Indo-Nepal Relations during Covid Crisis
India and Nepal have had relations for centuries, dating back to the rule of the Sakya clan and Gautam Buddha. Both countries share an open border for trade and economic movements and close socio-cultural, religious, and people-to-people contact, which has helped both countries develop their “Roti-Beti” relations. The Indo-Nepal Treaty of Peace and Friendship, signed in 1950, has largely shaped the relationship between the two countries in modern times. The importance of Nepal has been emphasized by the Narendra Modi government’s Neighbourhood First policy. He has visited Nepal six times and has won the hearts and minds of the Nepalese through his speeches.
When Nepal was hit by a huge earthquake in 2015, India was the first country to send assistance under the operation “Maitri,” showing India’s positive role in Nepal. However, it cannot be denied that both nations have had tense relations on a variety of subjects with each other in the past (water, border, and commerce issues) and even now (citizenship, issuing of new political maps, Madhesi crisis, border blockade, and so on).
Even during this pandemic period, India and Nepal have witnessed both cooperation and conflict. For example, the Nepali citizenship act 2020 would have a severe impact on Indian women, under the new law the women’s will have to wait seven years before getting Nepali citizenship. While the law is not discriminatory for Indian women and universally applicable to all foreigners, its impact would be seen most clearly among Indian women because they comprise the majority of the foreign category.
However, a new development in commercial diplomacy between the two nation-states took place with the inauguration of the 69-kilometre Barauni-Amlekhagunj oil pipeline in 2020, the first South Asian cross-border pipeline, which will carry two million tonnes of petroleum products annually and will replace tanker trade that has been practised between the two nation-states since 1973 under the India-Nepal petroleum supply agreement. The pandemic has blurred international borders, and the world is currently battling with Covid, India and Nepal is no exception for it. With the second wave of coronavirus pandemics hitting the Himalayas, Nepal is the most devastated country in South Asia after India. Nepal receives the most remittances from India, and during the entire pandemic period, when both countries were under lockdown, people-to-people contact was disrupted, and even the open border between the two countries became politicised when India was blamed for spreading the virus through open borders.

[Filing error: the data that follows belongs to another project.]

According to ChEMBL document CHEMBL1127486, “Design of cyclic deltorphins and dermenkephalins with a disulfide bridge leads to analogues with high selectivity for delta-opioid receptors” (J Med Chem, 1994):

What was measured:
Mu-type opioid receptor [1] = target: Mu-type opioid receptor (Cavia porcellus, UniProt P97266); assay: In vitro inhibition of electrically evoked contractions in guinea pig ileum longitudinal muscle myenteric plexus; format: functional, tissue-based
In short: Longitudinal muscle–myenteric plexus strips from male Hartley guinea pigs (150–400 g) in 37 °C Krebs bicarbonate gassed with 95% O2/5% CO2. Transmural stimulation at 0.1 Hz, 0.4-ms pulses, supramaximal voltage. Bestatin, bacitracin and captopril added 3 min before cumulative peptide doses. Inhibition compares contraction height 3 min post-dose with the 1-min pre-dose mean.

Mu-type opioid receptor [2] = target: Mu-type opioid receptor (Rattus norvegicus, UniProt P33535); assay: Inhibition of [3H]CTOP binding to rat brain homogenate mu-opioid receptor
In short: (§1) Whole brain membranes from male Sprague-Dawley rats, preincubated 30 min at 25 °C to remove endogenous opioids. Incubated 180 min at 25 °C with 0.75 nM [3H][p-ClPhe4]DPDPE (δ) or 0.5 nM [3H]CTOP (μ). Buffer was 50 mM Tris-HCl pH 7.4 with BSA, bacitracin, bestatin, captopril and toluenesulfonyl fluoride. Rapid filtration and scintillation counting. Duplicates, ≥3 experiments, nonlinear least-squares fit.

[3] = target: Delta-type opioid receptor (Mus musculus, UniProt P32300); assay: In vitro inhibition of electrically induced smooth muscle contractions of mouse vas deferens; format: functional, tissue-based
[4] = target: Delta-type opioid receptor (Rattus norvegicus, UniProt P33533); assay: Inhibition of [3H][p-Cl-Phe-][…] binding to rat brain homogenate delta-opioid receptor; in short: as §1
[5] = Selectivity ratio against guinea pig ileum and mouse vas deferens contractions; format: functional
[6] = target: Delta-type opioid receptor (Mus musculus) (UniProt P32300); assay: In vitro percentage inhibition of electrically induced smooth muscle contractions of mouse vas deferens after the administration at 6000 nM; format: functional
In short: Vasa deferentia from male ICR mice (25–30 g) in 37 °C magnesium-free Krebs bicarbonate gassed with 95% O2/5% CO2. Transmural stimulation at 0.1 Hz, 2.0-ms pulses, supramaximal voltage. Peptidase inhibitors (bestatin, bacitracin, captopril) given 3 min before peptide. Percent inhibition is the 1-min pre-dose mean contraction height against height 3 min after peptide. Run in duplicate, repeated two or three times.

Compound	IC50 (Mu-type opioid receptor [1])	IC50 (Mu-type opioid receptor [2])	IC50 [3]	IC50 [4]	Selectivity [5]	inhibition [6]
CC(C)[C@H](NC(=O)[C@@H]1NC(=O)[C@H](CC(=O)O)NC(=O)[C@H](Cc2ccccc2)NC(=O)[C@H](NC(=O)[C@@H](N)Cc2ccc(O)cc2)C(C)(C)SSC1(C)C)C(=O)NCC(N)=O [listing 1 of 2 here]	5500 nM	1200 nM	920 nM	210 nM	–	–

Even during the pandemic, the Nepalese government decided to close 22 of Nepal’s 35 borders, leaving only 13 operational to prevent the coronavirus from spreading in the southern part of the country. As part of coronavirus containment measures, India’s border with Nepal has been blocked for almost a year. The freight operations, on the other hand, continue, demonstrating that bilateral trade and transportation will take place without allowing unrestricted movement of people. In the last 70 years, the border has never been closed for so long.
During the pandemic, India has made a special effort to enhance India-Nepal relationships by giving grassroots facilities in Nepal to combat the virus. The Prime Minister of Nepal and other senior government officials hailed India’s efforts. “Nepal has been obtaining liquid oxygen from India, and that is the only country from which we get liquid oxygen,” Rajan Bhattarai said. The oxygen demand has increased significantly, and the Nepalese government has been working hard to meet it.” In April 2020, India supplied 23 tonnes of critical medications to Nepal to combat the coronavirus. In January 2021, India once again aided Nepal by delivering one million doses of the Covid vaccination under the name of the “Vaccine Maitri.”